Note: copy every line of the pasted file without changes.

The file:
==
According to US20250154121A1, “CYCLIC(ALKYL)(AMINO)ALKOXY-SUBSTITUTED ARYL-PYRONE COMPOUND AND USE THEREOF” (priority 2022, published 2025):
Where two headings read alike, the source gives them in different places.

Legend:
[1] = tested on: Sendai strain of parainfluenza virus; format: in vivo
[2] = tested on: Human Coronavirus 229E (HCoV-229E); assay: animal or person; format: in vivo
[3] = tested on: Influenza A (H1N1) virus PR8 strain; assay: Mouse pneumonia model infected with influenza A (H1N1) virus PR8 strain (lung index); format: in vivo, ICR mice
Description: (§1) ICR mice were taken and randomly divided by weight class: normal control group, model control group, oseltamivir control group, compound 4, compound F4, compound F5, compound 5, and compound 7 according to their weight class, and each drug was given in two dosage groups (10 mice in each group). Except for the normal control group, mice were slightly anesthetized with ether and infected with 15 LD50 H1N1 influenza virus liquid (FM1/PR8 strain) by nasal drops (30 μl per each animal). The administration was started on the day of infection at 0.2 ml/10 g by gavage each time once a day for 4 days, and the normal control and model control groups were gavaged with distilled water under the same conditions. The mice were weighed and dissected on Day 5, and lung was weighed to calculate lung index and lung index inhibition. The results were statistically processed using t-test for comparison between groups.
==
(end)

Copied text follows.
According to US20250154121A1, “CYCLIC(ALKYL)(AMINO)ALKOXY-SUBSTITUTED ARYL-PYRONE COMPOUND AND USE THEREOF” (priority 2022, published 2025):
Where two headings read alike, the source gives them in different places.

Legend:
[1] = tested on: Sendai strain of parainfluenza virus; format: in vivo
[2] = tested on: Human Coronavirus 229E (HCoV-229E); assay: animal or person; format: in vivo
[3] = tested on: Influenza A (H1N1) virus PR8 strain; assay: Mouse pneumonia model infected with influenza A (H1N1) virus PR8 strain (lung index); format: in vivo, ICR mice
Description: (§1) ICR mice were taken and randomly divided by weight class: normal control group, model control group, oseltamivir control group, compound 4, compound F4, compound F5, compound 5, and compound 7 according to their weight class, and each drug was given in two dosage groups (10 mice in each group). Except for the normal control group, mice were slightly anesthetized with ether and infected with 15 LD50 H1N1 influenza virus liquid (FM1/PR8 strain) by nasal drops (30 μl per each animal). The administration was started on the day of infection at 0.2 ml/10 g by gavage each time once a day for 4 days, and the normal control and model control groups were gavaged with distilled water under the same conditions. The mice were weighed and dissected on Day 5, and lung was weighed to calculate lung index and lung index inhibition. The results were statistically processed using t-test for comparison between groups.